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The Regulation of Broadcasting

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  1. The Regulation of Broadcasting

  2. Early Regulations • The Wireless Ship Act of 1910 • Required ships to have wireless under certain circumstances • Radio Act of 1912 • Reaction to the Titanic disaster in 1912 • Ratified by 29 nations • Eliminated the Marconi rule of not communicating with non-Marconi ships.

  3. Early Regulations • The Radio Act of 1912 marks first use of the word radio to describe wireless. • Still not broadcasting. Still only refers to point-to-point communication.

  4. Early Regulations • Radio Act of 1927 • Response to chaos on the airwaves • Gave broadcasters “freedom of speech” • Established the Federal Radio Commission • 5 commissioners • Established the concept of “public interest, convenience and necessity.” • Phrase borrowed from the Railroad Act

  5. Early Regulations • The R.A. 1927 • Established the authority of the government (FRC) to regulate broadcast content and technical specifications

  6. The Communications Act of 1934 • Note change to “communications” from “radio” • Created the Federal Communications Commission • 7 commissioners – now back to 5 • Established and expanded the FCC powers • Based on many principles from the R.A. ‘27

  7. The FCC • Bureaus Consumer & Governmental Affairs Enforcement International Media Wireless Telecommunications Wireline Competition

  8. The FCC • Offices Communications Business Opportunities  Engineering & TechnologyGeneral CounselInspector General Legislative Affairs Managing Director Media RelationsSecretary Strategic Planning & Policy Analysis Workplace Diversity

  9. The FCC • Regulation by raised eyebrow • Forfeitures • Suspensions and revocations

  10. The FCC Steps in Licensing Channel search and assignment Engineering studies Community Ascertainment of Needs Construction Permit Temporary Operations – Proofs of Performance Full time license

  11. The FCC • Public Inspection files • Correspondence • License • Public affairs programming • Operating in the PICON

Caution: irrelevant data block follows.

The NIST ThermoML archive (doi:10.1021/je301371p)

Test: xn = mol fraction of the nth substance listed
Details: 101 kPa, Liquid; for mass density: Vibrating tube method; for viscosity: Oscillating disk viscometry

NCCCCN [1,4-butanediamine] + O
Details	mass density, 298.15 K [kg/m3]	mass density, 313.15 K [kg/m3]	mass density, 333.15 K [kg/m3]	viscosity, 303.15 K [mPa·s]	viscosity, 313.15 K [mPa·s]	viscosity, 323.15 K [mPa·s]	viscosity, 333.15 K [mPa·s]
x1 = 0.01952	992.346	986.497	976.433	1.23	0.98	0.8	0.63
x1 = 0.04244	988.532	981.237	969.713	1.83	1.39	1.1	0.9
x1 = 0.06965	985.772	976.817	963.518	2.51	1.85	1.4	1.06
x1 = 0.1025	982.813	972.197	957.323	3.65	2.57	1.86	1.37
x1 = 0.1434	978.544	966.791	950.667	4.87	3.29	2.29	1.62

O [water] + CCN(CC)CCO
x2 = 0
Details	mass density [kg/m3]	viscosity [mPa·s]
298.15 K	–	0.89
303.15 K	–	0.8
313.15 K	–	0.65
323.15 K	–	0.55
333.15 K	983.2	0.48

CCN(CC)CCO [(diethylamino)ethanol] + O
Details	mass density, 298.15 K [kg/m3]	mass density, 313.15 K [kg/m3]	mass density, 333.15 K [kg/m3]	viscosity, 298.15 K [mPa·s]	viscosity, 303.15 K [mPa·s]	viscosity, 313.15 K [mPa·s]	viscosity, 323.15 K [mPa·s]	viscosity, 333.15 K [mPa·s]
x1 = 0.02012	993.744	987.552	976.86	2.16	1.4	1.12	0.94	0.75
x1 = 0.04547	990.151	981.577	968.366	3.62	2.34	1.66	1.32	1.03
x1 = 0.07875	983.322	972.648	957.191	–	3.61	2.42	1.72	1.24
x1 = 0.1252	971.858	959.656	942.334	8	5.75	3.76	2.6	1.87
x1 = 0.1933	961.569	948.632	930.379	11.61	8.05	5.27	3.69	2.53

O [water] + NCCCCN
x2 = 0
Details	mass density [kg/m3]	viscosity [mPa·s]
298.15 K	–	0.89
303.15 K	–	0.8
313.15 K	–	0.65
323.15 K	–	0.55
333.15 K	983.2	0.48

12. Section 315 • Equal Time • Candidates for public office • If the station sells commercial time to one candidate, it must sell time to all candidates for the same office at the same price. • Lowest unit rate

  13. Exceptions to Section 315 • Bona fide • Newscasts • News interviews • On-the-spot coverage • Documentaries

  14. Section 312 • Must sell time to candidates for Federal Offices. • Then all of 315 applies

  15. Personal Attack Rule • If a candidate personally attacks (libels) another candidate- Station must notify the libeled candidate Provide tape and transcript Provide opportunity to respond

  16. Fairness Doctrine • Broadcasters have an obligation to provide fair and balanced coverage of controversial issues of importance to the community. • Never codified • NAB successfully lobbies to keep it out of the books

  17. Obscenity • Differences between obscenity, indecency and profanity • Covered under Section 326 of the United States Code (not the Communications Act)

  18. Obscenity • Because broadcasting is obtrusive – coming into your home uninvited. • Because the public owns the airwaves. • Because broadcasters are trustees of the airwaves and must operate in the PICON

  19. Obscenity • The Miller Standard • Would the average person, applying contemporary community standards, find the work patently offensive? • Does the work, taken as a whole, appeal to prurient interests? • Does the work lack legitimate artistic, literary or scientific value?

  20. Conditional Freedom of Speech • Not on the air! • Must be true. • Fair comment. • People in the public light.